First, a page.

11. The medical record review for Patient #13 was completed on 05/16/13. Patient #13 underwent a robotic mitral valvoplasty repair on 05/09/13 at 3:30 PM. The record contained an operative report. The operative report listed one surgeon and one assistant, a fell ow. The operative report did not list a description of the all the specific significant surgical tasks that were conducted by practitioner other than the primary surgeon.

On 05/16/13, the facility ' s Operative/Procedure Documentation Policy dated 03/18/13, was reviewed. The policy stated the primary surgeon is responsible for complete and accurate operative / procedure documentation. Prior to a change in the level of care a Brief Op Note must be completed including the elements listed below:
- Name of Primary Surgeon
- Name of assistants
- Postoperative diagnosis
- Procedure performed
- Description of each procedure finding
- Complications
- Estimated blood loss
- Specimen removed

If the complete operative report is completed and available prior to a change in the patient ' s level of care, an interim post-operative note is not required. An Operative report must be initiated within 24 hours or less, be signed/dated/timed within 30 days and must contain the following elements:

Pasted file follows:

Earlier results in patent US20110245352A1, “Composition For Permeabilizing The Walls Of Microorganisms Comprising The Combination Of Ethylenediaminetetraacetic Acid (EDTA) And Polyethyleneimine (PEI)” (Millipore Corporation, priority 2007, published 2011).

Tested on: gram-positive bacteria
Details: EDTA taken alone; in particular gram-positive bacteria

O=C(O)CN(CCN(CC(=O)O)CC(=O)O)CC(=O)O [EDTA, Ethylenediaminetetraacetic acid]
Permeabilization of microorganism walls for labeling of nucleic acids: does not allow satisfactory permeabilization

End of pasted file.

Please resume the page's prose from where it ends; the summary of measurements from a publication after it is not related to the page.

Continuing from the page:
- Patient name
- Medical Record Number
- Date
- Name of primary and other surgeons and assistants or other practitioners who performed significant surgical tasks (even when performing those tasks under supervision).
- Preoperative Diagnosis
- Postoperative Diagnosis
- Name of specific surgical procedures performed
- Type of anesthesia administered
- Complications
- Estimated blood loss
- Specimen(s) removed and tissues removed or altered
- Prosthetic devices, grafts, tissues, transplants, or devices implanted if any

Based on the above findings the hospital failed to follow their policies the operative report.